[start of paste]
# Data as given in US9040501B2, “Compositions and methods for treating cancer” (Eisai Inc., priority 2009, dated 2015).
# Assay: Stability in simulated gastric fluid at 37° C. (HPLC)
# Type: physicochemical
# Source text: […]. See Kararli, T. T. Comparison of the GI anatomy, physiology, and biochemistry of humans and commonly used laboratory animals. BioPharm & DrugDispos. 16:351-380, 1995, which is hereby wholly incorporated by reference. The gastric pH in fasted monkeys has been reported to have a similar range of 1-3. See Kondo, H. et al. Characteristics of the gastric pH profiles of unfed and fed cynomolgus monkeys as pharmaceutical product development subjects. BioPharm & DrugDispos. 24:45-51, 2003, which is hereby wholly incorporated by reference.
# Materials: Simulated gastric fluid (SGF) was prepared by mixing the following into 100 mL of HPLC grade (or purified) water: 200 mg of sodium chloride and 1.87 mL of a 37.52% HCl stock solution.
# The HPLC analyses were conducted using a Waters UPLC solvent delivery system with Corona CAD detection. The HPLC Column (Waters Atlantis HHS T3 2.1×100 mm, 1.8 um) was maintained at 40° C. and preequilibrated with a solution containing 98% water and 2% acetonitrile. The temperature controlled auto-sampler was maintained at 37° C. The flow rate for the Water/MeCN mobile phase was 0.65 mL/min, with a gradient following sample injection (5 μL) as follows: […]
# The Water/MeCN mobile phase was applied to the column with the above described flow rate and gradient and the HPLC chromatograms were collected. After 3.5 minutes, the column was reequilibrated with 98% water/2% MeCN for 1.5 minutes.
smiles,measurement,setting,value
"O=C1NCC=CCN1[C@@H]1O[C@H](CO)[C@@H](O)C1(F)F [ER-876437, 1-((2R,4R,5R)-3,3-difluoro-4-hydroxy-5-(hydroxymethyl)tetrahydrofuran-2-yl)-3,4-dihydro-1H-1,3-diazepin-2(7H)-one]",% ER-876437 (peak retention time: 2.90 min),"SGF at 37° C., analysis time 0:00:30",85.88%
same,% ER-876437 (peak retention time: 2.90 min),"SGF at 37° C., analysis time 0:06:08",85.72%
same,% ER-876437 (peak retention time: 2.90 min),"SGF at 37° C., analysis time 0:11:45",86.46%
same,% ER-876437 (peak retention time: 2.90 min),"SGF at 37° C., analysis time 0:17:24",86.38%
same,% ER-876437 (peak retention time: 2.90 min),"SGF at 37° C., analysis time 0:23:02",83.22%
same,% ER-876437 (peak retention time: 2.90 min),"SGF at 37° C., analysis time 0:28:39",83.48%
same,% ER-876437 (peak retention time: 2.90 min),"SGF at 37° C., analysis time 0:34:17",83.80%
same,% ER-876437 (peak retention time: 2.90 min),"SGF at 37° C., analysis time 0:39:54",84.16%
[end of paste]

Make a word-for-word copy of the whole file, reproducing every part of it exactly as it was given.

# Data as given in US9040501B2, “Compositions and methods for treating cancer” (Eisai Inc., priority 2009, dated 2015).
# Assay: Stability in simulated gastric fluid at 37° C. (HPLC)
# Type: physicochemical
# Source text: […]. See Kararli, T. T. Comparison of the GI anatomy, physiology, and biochemistry of humans and commonly used laboratory animals. BioPharm & DrugDispos. 16:351-380, 1995, which is hereby wholly incorporated by reference. The gastric pH in fasted monkeys has been reported to have a similar range of 1-3. See Kondo, H. et al. Characteristics of the gastric pH profiles of unfed and fed cynomolgus monkeys as pharmaceutical product development subjects. BioPharm & DrugDispos. 24:45-51, 2003, which is hereby wholly incorporated by reference.
# Materials: Simulated gastric fluid (SGF) was prepared by mixing the following into 100 mL of HPLC grade (or purified) water: 200 mg of sodium chloride and 1.87 mL of a 37.52% HCl stock solution.
# The HPLC analyses were conducted using a Waters UPLC solvent delivery system with Corona CAD detection. The HPLC Column (Waters Atlantis HHS T3 2.1×100 mm, 1.8 um) was maintained at 40° C. and preequilibrated with a solution containing 98% water and 2% acetonitrile. The temperature controlled auto-sampler was maintained at 37° C. The flow rate for the Water/MeCN mobile phase was 0.65 mL/min, with a gradient following sample injection (5 μL) as follows: […]
# The Water/MeCN mobile phase was applied to the column with the above described flow rate and gradient and the HPLC chromatograms were collected. After 3.5 minutes, the column was reequilibrated with 98% water/2% MeCN for 1.5 minutes.
smiles,measurement,setting,value
"O=C1NCC=CCN1[C@@H]1O[C@H](CO)[C@@H](O)C1(F)F [ER-876437, 1-((2R,4R,5R)-3,3-difluoro-4-hydroxy-5-(hydroxymethyl)tetrahydrofuran-2-yl)-3,4-dihydro-1H-1,3-diazepin-2(7H)-one]",% ER-876437 (peak retention time: 2.90 min),"SGF at 37° C., analysis time 0:00:30",85.88%
same,% ER-876437 (peak retention time: 2.90 min),"SGF at 37° C., analysis time 0:06:08",85.72%
same,% ER-876437 (peak retention time: 2.90 min),"SGF at 37° C., analysis time 0:11:45",86.46%
same,% ER-876437 (peak retention time: 2.90 min),"SGF at 37° C., analysis time 0:17:24",86.38%
same,% ER-876437 (peak retention time: 2.90 min),"SGF at 37° C., analysis time 0:23:02",83.22%
same,% ER-876437 (peak retention time: 2.90 min),"SGF at 37° C., analysis time 0:28:39",83.48%
same,% ER-876437 (peak retention time: 2.90 min),"SGF at 37° C., analysis time 0:34:17",83.80%
same,% ER-876437 (peak retention time: 2.90 min),"SGF at 37° C., analysis time 0:39:54",84.16%